Transmission: A&A Transmission in Camby, Indiana, rebuilt the 727 TorqueFlite with an 11-inch, 2,600 stall converter and a mild shift kit. A factory-optional, Hemi-grade transmission cooler helps to maintain livable temperatures when the Franks are cruising on summer days.
Rearend: No less than a Chrysler 831/44 would do. Filled with a Sure Grip and 3.55 cruiser gears, the rear is tough and true.
Horsepower & Performance: Don and Tracy haven't clicked off any timeslips, but the GTX has seen some pretty fun cruising and tall highway speeds.
Suspension: Nothing but factory gear here. New bushings and ball joints were pressed in once all the components were meticulously disassembled, cleaned, painted, and reassembled. In keeping with the GTX option, Don went with all heavy duty springs, torsion bars, and sway bars.
Brakes: Power assisted and with discs up front, the GTX was a benchmark for big, intermediate body, musclecar performance in its time.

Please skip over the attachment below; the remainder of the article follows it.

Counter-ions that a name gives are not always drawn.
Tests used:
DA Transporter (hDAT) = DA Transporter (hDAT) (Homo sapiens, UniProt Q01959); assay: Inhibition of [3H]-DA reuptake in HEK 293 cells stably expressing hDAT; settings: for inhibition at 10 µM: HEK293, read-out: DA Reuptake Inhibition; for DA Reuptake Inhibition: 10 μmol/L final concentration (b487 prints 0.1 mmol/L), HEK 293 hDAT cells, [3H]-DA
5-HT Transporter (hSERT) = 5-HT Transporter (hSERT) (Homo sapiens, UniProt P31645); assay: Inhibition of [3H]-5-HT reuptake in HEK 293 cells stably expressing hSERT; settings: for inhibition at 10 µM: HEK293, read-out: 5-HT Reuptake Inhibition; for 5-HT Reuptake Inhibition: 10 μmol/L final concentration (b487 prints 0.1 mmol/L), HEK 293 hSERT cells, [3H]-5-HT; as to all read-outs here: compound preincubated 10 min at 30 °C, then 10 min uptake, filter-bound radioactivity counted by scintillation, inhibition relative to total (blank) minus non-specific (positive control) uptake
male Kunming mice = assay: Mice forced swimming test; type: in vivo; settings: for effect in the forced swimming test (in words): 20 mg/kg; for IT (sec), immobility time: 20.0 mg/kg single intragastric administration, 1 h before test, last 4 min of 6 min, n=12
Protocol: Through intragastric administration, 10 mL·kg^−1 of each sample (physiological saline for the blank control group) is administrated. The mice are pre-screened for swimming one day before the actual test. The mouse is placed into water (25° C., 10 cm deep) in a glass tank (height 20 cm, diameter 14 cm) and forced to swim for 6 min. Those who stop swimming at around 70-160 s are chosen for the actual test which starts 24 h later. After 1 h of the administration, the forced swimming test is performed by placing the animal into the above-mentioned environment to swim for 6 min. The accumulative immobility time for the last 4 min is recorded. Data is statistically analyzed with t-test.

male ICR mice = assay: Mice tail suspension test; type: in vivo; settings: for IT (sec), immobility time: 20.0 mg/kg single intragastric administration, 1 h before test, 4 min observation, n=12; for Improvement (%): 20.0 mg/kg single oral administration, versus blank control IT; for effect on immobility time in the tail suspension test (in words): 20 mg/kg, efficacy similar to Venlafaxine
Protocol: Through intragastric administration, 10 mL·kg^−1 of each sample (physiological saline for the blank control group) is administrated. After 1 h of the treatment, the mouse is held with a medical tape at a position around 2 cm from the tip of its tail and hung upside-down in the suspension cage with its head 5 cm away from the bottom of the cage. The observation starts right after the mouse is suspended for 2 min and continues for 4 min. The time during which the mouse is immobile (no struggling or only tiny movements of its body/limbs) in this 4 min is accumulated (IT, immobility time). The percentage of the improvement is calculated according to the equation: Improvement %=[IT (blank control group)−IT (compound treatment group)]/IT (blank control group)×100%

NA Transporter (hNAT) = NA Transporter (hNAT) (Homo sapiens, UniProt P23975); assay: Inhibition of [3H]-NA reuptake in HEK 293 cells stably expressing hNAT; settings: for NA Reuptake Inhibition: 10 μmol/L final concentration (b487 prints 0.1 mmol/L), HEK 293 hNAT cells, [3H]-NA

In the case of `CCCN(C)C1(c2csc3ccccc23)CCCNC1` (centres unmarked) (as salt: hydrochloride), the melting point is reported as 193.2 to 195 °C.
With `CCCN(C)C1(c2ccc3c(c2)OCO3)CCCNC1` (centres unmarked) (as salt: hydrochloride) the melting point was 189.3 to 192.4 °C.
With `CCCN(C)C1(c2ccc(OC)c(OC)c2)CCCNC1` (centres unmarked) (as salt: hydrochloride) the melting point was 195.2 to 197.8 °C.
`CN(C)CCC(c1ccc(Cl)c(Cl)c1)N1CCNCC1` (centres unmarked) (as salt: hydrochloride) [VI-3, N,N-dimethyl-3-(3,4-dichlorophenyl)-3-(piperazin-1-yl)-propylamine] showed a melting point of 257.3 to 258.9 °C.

Wheels: Almost everything Chrysler made in 1970 was available with 15x7 Rallyes, and this Plymouth is no different.
Rubber: BFGoodrich rubber is the same at all four corners (which makes changing a tire easy) with 225/60R15s.
Body: Don and Tracy knew they couldn't do it all themselves, so American Classic Restorations in Uxbridge, Massachusetts, was hired to put the body straight. A correct hood was found and fitted with the signature Air Grabber hoodscoop and appropriate mechanisms along with the typical hood pins. A Go Wing was bolted to the trunk to complete the sporty look.
Paint: Though the fender tag states differently, the Franks chose to paint their GTX in B3 Ice Blue. The look is so striking that Tracy calls the Plymouth, "Iced Lightning." The side stripes, vinyl top, and hood blackout helps to break up the big B-Body's monochromatic paint scheme.
Interior: Legendary shows their worth once again, providing gorgeous reproduction covers for the seats (whose frames and tracks were sandblasted and repainted), carpet, headliner, and perfectly correct '70 GTX door panels. The dash board benefits from American Classics Restorations' magic touch, with new woodgrain wrappings, new chrome on all the metal surfaces, rebuilt gauges, a Tic-Tock-Tach, and hidden controls to the trunk-mounted CD player, while the factory-appearing AM radio still resides in its original place. The woodgrain steering wheel is 100-percent factory original.